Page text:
Hunting season is coming up, and this means millions of West Virginians will soon be out braving the elements to pursue all types of game. We hunt to bond with family and friends, to enjoy the great outdoors, and to (hopefully) bag some game to bring home and cook up. And when we go out, we hope and expect that everyone will follow the proper safety procedures, so we can all get home safely.
Most of the time, we all make it back from our hunting trips unscathed. However, there is always a chance of something going wrong and someone being injured in a hunting accident. This can happen for a number of reasons, some of the most common include:
- Misfire/Shooting Accidents: Accidental shootings where one hunter fires the gun in the wrong direction or fires the gun without meaning to and hits another hunter is the one most people think of when they hear the word “hunting accident”. These types of accidents can occur because of miscommunication between the hunters, carelessness or recklessness (sometimes related to alcohol), stray bullets from other hunting parties, and weapon defects/malfunctions.
- Slips and Falls: Hunters frequently have to cover some rough terrain and often in adverse weather conditions. This alone increases the likelihood of slips, trips, and falls. Sometimes there are additional hazards, however, such as broken-down fences and other types of debris that may be covered by brush and difficult to see. Broken-down and/or poorly maintained tree stands is another major hazard that hunters need to be careful of (more on this later). Property owners have a responsibility to take reasonable measures to warn hunters of any potential dangers on their land.
- Tree Stand Accidents: Those who do not hunt may be surprised to learn that tree stand accidents are the leading cause of hunting accident injuries and fatalities in the U.S. and Canada. Back in 2015, the Mayo Clinic reported on a study done by the International Hunter Education Association (IHEA) which found that 300-500 hunters are killed and approximately 6,000 hunters are permanently injured in tree stand accidents annually. The study went on to say the one out of every three hunters who use a tree stand will experience a fall at some point during their hunting career.
What to Do Immediately After a Hunting Accident
If you have followed all the appropriate safety rules and procedures but still end up in an accident, there are some things you should do right away to make sure you and anyone else that may be hurt is properly treated and that your rights are protected:
Seek Medical Attention Immediately
The first priority after a hunting accident is to make sure everyone is okay. With some types of accidents (such as when a tree stand collapses) several people could be injured. Call 911 right away so a medical team can be quickly dispatched to your location. If you are in a remote area, it might take a while for medical help to arrive, so make the call as soon as you are able.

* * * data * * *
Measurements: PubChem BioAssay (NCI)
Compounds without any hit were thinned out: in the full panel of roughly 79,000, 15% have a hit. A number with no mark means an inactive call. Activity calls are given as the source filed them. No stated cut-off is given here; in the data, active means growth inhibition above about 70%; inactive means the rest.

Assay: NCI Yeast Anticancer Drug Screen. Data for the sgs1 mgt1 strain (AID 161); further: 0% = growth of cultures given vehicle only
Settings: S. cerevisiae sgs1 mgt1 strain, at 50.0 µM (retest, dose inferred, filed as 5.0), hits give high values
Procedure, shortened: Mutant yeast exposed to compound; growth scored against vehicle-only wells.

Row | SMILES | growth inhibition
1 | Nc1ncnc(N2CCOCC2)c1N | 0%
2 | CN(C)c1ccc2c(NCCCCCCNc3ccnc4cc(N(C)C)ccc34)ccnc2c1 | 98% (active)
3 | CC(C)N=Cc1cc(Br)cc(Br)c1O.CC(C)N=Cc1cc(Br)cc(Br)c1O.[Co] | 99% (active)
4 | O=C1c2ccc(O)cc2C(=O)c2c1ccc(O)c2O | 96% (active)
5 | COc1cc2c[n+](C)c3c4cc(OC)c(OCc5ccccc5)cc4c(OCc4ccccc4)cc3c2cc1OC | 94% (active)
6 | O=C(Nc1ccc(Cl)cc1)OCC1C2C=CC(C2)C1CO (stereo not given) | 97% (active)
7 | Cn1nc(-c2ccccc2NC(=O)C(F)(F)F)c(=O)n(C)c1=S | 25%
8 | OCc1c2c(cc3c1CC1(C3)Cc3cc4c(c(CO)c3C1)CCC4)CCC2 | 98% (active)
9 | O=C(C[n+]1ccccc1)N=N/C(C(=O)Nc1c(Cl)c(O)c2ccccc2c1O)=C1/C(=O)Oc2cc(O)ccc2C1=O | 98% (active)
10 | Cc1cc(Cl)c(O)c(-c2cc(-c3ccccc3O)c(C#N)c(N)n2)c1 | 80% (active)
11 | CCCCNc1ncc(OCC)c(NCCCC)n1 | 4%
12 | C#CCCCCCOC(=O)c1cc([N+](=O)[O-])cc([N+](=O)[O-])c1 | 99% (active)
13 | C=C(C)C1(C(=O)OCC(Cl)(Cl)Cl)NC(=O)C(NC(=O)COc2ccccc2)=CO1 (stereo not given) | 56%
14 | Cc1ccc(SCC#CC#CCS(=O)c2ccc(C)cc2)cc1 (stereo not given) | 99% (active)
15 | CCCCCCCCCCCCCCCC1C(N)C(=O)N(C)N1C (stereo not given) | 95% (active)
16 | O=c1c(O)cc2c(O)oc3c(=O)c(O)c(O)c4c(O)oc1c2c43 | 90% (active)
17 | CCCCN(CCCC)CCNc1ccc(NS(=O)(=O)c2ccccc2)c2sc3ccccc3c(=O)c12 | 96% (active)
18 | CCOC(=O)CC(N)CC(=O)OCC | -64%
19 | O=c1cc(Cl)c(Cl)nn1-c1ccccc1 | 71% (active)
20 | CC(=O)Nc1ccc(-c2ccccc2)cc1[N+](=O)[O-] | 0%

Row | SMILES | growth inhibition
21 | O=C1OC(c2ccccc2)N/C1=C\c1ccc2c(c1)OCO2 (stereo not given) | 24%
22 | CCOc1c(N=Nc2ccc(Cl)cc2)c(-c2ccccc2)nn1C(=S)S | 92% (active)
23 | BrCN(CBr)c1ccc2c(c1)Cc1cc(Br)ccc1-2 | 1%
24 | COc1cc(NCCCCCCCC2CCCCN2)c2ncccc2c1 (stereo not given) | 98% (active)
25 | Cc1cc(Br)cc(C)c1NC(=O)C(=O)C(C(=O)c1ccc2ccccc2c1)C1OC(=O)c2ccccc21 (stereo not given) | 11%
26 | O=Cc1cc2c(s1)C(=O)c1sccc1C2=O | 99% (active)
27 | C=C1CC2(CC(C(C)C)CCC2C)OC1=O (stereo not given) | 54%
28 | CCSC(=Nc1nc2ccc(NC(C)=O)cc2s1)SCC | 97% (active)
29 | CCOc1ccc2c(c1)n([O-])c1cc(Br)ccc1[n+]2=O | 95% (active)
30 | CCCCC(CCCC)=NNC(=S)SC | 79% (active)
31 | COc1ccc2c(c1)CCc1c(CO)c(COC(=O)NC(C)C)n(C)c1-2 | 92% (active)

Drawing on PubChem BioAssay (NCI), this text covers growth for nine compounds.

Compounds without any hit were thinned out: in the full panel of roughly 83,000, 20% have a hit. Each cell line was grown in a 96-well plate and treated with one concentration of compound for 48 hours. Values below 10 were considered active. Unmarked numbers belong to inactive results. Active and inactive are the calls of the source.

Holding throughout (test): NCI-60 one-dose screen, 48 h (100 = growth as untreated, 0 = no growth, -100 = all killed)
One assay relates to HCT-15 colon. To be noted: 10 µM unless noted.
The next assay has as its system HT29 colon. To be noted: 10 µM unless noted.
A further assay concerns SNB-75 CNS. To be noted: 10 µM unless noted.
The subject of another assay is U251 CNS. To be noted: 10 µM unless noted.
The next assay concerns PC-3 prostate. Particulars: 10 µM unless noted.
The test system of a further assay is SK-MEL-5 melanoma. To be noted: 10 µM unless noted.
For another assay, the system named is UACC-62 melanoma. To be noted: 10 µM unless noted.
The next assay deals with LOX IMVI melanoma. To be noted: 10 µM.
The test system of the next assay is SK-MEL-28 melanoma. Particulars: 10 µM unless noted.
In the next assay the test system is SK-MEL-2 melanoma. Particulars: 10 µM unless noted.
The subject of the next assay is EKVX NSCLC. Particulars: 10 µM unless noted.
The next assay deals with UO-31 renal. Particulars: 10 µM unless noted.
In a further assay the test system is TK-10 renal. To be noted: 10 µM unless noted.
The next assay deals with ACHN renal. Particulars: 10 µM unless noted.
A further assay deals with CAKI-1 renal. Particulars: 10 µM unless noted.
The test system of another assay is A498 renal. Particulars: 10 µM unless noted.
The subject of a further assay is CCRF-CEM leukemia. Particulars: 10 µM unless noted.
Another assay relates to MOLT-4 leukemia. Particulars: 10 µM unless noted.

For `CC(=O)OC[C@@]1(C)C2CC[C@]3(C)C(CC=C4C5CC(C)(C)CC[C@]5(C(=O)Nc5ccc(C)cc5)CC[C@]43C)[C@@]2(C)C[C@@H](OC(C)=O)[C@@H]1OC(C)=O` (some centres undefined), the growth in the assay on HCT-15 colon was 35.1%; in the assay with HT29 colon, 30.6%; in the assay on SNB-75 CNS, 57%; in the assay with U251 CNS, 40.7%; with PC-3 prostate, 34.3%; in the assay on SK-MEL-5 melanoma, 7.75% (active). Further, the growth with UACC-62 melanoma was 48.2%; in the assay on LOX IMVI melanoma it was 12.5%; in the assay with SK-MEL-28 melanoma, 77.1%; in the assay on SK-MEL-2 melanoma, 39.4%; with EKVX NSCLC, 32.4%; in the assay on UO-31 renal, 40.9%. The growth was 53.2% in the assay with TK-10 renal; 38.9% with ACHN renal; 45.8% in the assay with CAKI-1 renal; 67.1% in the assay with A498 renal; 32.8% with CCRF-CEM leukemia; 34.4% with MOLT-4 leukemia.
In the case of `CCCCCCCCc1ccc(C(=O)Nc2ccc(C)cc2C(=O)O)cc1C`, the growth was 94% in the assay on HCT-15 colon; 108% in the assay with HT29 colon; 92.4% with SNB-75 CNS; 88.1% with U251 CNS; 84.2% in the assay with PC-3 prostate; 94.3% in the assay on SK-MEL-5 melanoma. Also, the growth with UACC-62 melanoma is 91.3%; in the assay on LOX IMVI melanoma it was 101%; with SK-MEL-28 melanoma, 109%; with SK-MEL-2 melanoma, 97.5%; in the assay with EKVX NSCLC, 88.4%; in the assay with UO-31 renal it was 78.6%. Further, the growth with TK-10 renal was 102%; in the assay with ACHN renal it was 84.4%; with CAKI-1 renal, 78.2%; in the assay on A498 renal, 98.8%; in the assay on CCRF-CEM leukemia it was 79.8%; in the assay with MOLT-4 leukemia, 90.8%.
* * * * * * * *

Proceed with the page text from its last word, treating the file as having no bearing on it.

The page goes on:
Take Multiple Photos of the Incident
Assuming you are physically able, take as many photos of the accident scene as possible. The more photo documentation you have, the better you will be able to remember what happened later on. And if legal action ever becomes necessary, photos are among the best forms of evidence to help show exactly how the accident occurred.
Write a Report of What Happened
If you have access to a pencil/pen and piece of paper, write down in as much detail as you are able what happened. It is best to document the incident as soon as possible after it occurs, so the events are fresh in your mind. If you do not have a writing utensil handy, you should be able to use the voice recorder on your smartphone.
Speak to Witnesses about the Incident
If anyone in your hunting party saw what happened, talk to them right away and record their statements. Again, it is best to get the statements of witnesses while everything is fresh in their minds.
Speak to a Skilled Personal Injury Lawyer
If you were seriously injured or a loved one was killed in a hunting accident, it would be in your best interests to contact an experienced accident injury attorney, so you fully understand your rights and options. Depending on the specific circumstances, another party may very well be responsible for your injuries. Possible at-fault parties may include another hunter, the landowner, the weapon manufacturer, or another third-party.
At Bailey, Javins, and Carter, we know that hunting is deeply embedded in our West Virginia culture, and we fully support and embrace it. However, when someone is injured or killed because of someone else’s negligence, we work hard to ensure that they receive just compensation. We have successfully represented countless accident injury victims over the years, including many who have suffered serious injury or fatality in a hunting accident.